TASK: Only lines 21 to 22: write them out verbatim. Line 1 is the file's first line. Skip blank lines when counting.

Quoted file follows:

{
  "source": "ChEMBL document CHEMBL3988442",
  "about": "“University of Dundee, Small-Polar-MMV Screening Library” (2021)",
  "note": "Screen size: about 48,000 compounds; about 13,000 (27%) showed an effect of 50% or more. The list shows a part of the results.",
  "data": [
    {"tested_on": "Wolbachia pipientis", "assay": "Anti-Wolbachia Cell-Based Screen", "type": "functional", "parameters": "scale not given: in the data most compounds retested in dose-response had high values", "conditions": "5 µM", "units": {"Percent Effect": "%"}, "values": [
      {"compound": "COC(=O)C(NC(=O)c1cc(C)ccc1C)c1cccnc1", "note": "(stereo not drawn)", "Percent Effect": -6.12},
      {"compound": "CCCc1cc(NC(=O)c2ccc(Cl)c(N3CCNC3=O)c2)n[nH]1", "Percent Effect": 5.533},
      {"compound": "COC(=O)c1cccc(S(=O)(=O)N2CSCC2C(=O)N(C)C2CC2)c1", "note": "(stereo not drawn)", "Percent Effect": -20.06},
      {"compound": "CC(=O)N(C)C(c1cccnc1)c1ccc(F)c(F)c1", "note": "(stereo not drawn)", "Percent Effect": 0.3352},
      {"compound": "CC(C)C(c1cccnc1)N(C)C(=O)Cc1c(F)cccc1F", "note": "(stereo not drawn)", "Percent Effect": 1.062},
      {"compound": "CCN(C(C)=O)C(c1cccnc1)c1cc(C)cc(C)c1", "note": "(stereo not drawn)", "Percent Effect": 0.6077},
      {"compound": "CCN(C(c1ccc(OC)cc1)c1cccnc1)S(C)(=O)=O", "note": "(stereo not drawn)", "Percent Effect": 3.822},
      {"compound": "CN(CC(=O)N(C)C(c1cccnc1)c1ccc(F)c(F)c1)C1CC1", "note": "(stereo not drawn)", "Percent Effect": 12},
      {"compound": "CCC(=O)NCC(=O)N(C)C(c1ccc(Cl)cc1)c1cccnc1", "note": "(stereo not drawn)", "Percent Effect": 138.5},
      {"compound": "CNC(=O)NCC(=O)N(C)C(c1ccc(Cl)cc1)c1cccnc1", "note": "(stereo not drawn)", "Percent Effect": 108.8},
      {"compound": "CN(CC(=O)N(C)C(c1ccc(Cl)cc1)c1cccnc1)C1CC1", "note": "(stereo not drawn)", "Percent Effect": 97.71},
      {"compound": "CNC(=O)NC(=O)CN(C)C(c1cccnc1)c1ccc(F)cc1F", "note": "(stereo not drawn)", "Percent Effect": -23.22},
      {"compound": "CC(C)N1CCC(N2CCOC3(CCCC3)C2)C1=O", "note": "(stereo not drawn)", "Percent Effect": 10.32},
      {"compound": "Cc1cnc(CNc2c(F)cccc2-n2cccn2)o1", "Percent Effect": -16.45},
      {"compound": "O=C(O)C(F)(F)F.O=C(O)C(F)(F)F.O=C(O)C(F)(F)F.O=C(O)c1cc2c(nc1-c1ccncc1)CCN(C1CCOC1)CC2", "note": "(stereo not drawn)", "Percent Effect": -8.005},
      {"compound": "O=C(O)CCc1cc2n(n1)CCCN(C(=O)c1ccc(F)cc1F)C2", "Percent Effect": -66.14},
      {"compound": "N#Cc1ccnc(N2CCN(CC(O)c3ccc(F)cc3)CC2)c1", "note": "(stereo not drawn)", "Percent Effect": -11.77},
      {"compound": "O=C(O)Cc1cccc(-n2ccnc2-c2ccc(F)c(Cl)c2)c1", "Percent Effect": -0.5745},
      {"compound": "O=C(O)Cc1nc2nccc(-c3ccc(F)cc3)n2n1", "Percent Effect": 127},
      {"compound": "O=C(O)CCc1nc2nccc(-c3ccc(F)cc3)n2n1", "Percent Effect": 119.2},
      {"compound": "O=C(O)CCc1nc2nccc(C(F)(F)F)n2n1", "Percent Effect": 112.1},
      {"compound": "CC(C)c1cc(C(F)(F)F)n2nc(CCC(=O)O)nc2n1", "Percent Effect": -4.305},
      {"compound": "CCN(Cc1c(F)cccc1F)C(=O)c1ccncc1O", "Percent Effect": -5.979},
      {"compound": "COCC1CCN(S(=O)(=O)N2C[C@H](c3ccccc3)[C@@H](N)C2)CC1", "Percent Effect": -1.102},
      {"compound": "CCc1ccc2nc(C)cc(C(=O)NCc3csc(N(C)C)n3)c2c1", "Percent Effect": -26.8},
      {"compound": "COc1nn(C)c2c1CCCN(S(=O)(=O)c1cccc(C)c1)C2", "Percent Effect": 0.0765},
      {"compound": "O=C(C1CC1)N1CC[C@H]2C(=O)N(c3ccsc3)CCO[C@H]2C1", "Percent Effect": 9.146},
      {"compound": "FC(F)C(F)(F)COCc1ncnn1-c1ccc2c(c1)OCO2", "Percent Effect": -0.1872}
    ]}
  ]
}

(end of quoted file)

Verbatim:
      {"compound": "O=C(O)C(F)(F)F.O=C(O)C(F)(F)F.O=C(O)C(F)(F)F.O=C(O)c1cc2c(nc1-c1ccncc1)CCN(C1CCOC1)CC2", "note": "(stereo not drawn)", "Percent Effect": -8.005},
      {"compound": "O=C(O)CCc1cc2n(n1)CCCN(C(=O)c1ccc(F)cc1F)C2", "Percent Effect": -66.14},